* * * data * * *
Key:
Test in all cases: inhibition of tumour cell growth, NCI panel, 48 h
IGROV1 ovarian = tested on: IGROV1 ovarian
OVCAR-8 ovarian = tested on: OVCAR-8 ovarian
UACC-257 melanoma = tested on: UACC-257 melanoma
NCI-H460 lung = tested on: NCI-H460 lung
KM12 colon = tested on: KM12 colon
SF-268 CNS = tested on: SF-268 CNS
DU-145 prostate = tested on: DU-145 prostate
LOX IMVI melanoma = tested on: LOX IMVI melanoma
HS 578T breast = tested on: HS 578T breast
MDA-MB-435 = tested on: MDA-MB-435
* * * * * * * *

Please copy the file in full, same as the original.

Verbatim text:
Key:
Test in all cases: inhibition of tumour cell growth, NCI panel, 48 h
IGROV1 ovarian = tested on: IGROV1 ovarian
OVCAR-8 ovarian = tested on: OVCAR-8 ovarian
UACC-257 melanoma = tested on: UACC-257 melanoma
NCI-H460 lung = tested on: NCI-H460 lung
KM12 colon = tested on: KM12 colon
SF-268 CNS = tested on: SF-268 CNS
DU-145 prostate = tested on: DU-145 prostate
LOX IMVI melanoma = tested on: LOX IMVI melanoma
HS 578T breast = tested on: HS 578T breast
MDA-MB-435 = tested on: MDA-MB-435